I’ve been riding a big Kate Davies wave lately. Sweater weather finally arrived, and my own Carbeth pullover is turning out to be my go-to sweater. I’m reading Handywoman (Davies’ recently published Memoir) and I just finished St. Catherines, a cardigan pattern she came out with back in the summer. Plus, she just published Doocot, another pullover pattern. Guess what? I’m about to cast on for that one!
There’s something accessible and forgiving about these patterns that is making me love them… a lot. That accessibility and forgiving nature applies to the knitting and the wearing of these garments. This all means that these projects are doable and can be fully appreciated by all levels of knitters.
Starting with Carbeth, I mentioned it’s my new go-to. I’ve been wearing it weekly – it’s totally irresistible. My fast fingers knit up this sweater in less than a week, but even less-speedy knitters will be able to finish this project in a reasonably fast amount of time. Its seamless construction is about as easy at it gets. Even its yoke shaping, which tends to be the part of seamless sweaters that require the most attention, is foolproof. When it comes to wearing my Carbeth, it’s an absolute joy. Mine, which is knit up in Quarry, is light as a cloud – but warm. Its seamlessness makes it seem like an extension of my pajamas – that’s how comfortable it is. I feel incredibly indulged when I wear it – but it looks so awesome that no one else needs to know it feels as good as my pajamas.
Carbeth-fever is finally picking up in our Wool & Grace community. Knitters are coming in, knitting it in Quarry (of course), using a combination of Loft & Shelter, with Juniper Moon’s Fourteen or doubling HiKoo’s Kenzie. I love mine so much that I’m going to cast on a second one very soon! I am totally in awe of Sophie, one of our knitters, who did her Carbeth Cardigan in Kenzie and marled it (using two strands of different colors). She’s the inspiration for my next one… now I just need to settle in on colors!
I felt absolutely compelled to make St. Catherines shortly after Davies published this pattern. I apparently had a very visceral reaction to Davies sporting her striped version with her newly cropped haircut. I couldn’t help but look up to this woman, small and stature and obviously big in personality, sporting her gray cropped hair with uncompromising confidence. I felt this way so much that I had to make that sweater!
I opted to make mine in Loft (because I’m totally obsessed with Loft) in an olive green that will complement the abundance of camo and black I’m wearing this season. St. Catherines’ construction is different than anything I’ve ever made, but easy. Knit up in garter stitch, you really only need to pay attention to which side is your Right Side. It’s construction is quite clever. Neck shaping and lower-back shaping are done with short rows – but these are garter stitch short rows that require nothing so much as turning your work back and forth. St Catherines is worn as bolero or shrug, but since I wanted mine more like short cardigan, I made simple, imprecise modifications to lengthen it and reduce the difference of the length of the sweater from the front to the back. When I say “imprecise” – I mean I relied on my knitters intuition to guide me through the changes. I tried it on a lot as I went along. I planned none of these changes and just kind of went with it. I didn’t even take notes. The end result is an absolutely awesome sweater. It’s unlike anything I’ve ever owned or wore. This sweater looks amazing over dresses and open necklines – and I think it even looks cool when I wear it with my mom-jeans. I can only imagine how soft it will get as I wear it non-stop this year (because that’s what happens with Loft). The joy of knitting this up will no doubt carry over into an absolute joy in wearing it.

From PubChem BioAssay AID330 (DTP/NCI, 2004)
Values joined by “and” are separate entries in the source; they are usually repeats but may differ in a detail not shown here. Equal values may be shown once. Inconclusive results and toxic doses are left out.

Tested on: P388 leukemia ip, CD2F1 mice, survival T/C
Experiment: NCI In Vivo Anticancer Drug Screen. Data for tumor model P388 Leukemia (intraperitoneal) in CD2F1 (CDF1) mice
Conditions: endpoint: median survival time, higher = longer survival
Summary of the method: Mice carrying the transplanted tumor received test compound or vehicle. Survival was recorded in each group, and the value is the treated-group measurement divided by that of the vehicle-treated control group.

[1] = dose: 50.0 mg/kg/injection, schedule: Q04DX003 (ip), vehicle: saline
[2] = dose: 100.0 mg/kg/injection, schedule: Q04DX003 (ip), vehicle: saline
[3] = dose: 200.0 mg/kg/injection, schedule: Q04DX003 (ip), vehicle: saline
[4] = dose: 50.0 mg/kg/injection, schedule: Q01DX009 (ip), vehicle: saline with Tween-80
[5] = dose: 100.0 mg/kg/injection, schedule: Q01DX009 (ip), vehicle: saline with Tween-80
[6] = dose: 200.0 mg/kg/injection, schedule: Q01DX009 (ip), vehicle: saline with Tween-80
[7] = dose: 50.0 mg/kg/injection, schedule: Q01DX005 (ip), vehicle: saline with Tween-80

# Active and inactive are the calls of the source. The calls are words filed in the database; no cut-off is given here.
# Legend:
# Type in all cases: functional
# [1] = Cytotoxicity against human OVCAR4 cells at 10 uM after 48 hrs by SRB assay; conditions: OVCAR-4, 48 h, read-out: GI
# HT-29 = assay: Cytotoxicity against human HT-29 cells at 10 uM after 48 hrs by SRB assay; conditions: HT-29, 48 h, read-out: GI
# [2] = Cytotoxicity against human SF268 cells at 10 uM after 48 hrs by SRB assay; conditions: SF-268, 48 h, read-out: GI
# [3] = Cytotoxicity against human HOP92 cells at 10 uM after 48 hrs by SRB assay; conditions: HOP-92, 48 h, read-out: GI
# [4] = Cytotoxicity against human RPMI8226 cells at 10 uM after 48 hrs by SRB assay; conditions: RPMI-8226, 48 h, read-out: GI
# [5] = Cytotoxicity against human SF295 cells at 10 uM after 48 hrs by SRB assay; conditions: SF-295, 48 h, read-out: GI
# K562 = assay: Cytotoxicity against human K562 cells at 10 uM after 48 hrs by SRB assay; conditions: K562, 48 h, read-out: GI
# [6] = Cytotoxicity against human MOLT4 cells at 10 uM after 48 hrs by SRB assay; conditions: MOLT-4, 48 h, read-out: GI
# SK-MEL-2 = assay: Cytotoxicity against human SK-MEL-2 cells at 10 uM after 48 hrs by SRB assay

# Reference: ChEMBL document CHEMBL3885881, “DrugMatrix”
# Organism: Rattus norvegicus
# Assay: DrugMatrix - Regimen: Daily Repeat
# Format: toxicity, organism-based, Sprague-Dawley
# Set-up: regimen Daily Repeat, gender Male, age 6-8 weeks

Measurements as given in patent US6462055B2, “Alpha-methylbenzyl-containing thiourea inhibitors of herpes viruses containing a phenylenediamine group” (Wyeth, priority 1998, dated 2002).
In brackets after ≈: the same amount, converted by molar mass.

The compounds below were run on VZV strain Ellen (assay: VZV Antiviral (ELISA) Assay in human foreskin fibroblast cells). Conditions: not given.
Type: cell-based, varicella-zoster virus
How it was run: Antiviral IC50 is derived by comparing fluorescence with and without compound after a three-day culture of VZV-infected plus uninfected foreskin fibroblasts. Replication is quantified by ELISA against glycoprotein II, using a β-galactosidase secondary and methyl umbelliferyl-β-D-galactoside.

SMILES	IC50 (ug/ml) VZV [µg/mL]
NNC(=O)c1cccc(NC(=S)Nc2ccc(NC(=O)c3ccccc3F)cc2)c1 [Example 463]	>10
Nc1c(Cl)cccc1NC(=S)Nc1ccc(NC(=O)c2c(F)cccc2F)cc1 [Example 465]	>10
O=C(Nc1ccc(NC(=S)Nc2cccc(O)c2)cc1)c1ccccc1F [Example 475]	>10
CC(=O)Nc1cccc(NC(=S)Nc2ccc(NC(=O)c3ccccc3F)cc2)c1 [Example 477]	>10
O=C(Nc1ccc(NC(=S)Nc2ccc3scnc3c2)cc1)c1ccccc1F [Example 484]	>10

My Loft-version of St. Catherines has a lot of body and bounce. I think St. Catherines would also be gorgeous in something like Brooklyn Tweed’s Peerie, or Birch or Staccato (both from Shibui). Making a version in Tosh Merino Light or Baah’s La Jolla would give you a more draped, painterly version.
Now I’m ready to knit up Doocot. This is a simple boxy pullover worked with a dk-weight yarn. I’m actually going to get out of Brooklyn Tweed Land and knit up this one using Gedifra’s Metal Tweed. I’m also going to lengthen it a touch, making it about 11” from the armhole. I’m going to make the size 40, so it’s roomy but not oversized. At this size and length it’s going to feel like another luxe, long-sleeved tee. I’ve swatched already, and Metal Tweed’s fabric is absolutely wonderful.
Doocot is a simple, top-down, seamless construction, and it’s going to be a great first-sweater for any aspiring sweater-knitter. It’ll be easy for anyone to modify it to lengthen it (she’s been going strong with the cropped look – but it’s not for everyone). Before I realized that this was a perfect project for Metal Tweed, I thought about knitting it in Arbor, Dromedary, Stargazer, or using a combination of Cima and Pebble (from Shibui).
Davies is clearly an accomplished designer. Her lace and color-work designs are other-worldly. She’s a scholar on many subjects including Scottish textiles, among other things. While we know she’s capable of intricate design work, I’m incredibly grateful to designers like her who write patterns that are so accessible, and allow newer knitters to be successful in their sweater knitting. I don’t know why I’d want to jump off a wave like this one, so I’m going to keep riding the Kate Davies Wave for a while.